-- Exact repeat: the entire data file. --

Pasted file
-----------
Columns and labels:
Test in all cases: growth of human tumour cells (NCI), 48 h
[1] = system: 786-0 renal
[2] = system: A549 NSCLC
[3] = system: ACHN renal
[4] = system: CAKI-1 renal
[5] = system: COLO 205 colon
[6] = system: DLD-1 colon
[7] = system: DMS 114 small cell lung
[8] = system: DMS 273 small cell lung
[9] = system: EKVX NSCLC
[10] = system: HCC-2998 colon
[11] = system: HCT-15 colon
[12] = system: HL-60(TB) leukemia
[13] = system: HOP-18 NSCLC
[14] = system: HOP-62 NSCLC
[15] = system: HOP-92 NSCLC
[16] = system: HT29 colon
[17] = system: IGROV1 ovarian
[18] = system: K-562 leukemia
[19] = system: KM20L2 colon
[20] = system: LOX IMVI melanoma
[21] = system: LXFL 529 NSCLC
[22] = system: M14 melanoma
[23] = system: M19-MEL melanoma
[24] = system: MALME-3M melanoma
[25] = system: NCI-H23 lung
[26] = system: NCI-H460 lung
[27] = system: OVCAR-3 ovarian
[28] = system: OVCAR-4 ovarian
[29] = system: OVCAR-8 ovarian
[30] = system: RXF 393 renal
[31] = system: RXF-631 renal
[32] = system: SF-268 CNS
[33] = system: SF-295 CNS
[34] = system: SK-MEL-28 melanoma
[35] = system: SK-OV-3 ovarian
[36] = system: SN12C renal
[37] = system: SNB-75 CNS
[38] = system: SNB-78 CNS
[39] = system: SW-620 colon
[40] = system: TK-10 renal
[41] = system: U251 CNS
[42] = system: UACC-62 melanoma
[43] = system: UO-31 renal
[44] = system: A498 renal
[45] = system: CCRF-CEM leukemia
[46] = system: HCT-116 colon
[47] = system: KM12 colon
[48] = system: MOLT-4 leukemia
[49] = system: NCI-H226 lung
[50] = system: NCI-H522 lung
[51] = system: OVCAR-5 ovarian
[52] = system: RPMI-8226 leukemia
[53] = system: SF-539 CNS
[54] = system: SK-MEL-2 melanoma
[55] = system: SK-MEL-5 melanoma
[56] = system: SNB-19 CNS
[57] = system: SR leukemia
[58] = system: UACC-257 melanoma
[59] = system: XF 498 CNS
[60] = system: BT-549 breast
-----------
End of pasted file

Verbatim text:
Columns and labels:
Test in all cases: growth of human tumour cells (NCI), 48 h
[1] = system: 786-0 renal
[2] = system: A549 NSCLC
[3] = system: ACHN renal
[4] = system: CAKI-1 renal
[5] = system: COLO 205 colon
[6] = system: DLD-1 colon
[7] = system: DMS 114 small cell lung
[8] = system: DMS 273 small cell lung
[9] = system: EKVX NSCLC
[10] = system: HCC-2998 colon
[11] = system: HCT-15 colon
[12] = system: HL-60(TB) leukemia
[13] = system: HOP-18 NSCLC
[14] = system: HOP-62 NSCLC
[15] = system: HOP-92 NSCLC
[16] = system: HT29 colon
[17] = system: IGROV1 ovarian
[18] = system: K-562 leukemia
[19] = system: KM20L2 colon
[20] = system: LOX IMVI melanoma
[21] = system: LXFL 529 NSCLC
[22] = system: M14 melanoma
[23] = system: M19-MEL melanoma
[24] = system: MALME-3M melanoma
[25] = system: NCI-H23 lung
[26] = system: NCI-H460 lung
[27] = system: OVCAR-3 ovarian
[28] = system: OVCAR-4 ovarian
[29] = system: OVCAR-8 ovarian
[30] = system: RXF 393 renal
[31] = system: RXF-631 renal
[32] = system: SF-268 CNS
[33] = system: SF-295 CNS
[34] = system: SK-MEL-28 melanoma
[35] = system: SK-OV-3 ovarian
[36] = system: SN12C renal
[37] = system: SNB-75 CNS
[38] = system: SNB-78 CNS
[39] = system: SW-620 colon
[40] = system: TK-10 renal
[41] = system: U251 CNS
[42] = system: UACC-62 melanoma
[43] = system: UO-31 renal
[44] = system: A498 renal
[45] = system: CCRF-CEM leukemia
[46] = system: HCT-116 colon
[47] = system: KM12 colon
[48] = system: MOLT-4 leukemia
[49] = system: NCI-H226 lung
[50] = system: NCI-H522 lung
[51] = system: OVCAR-5 ovarian
[52] = system: RPMI-8226 leukemia
[53] = system: SF-539 CNS
[54] = system: SK-MEL-2 melanoma
[55] = system: SK-MEL-5 melanoma
[56] = system: SNB-19 CNS
[57] = system: SR leukemia
[58] = system: UACC-257 melanoma
[59] = system: XF 498 CNS
[60] = system: BT-549 breast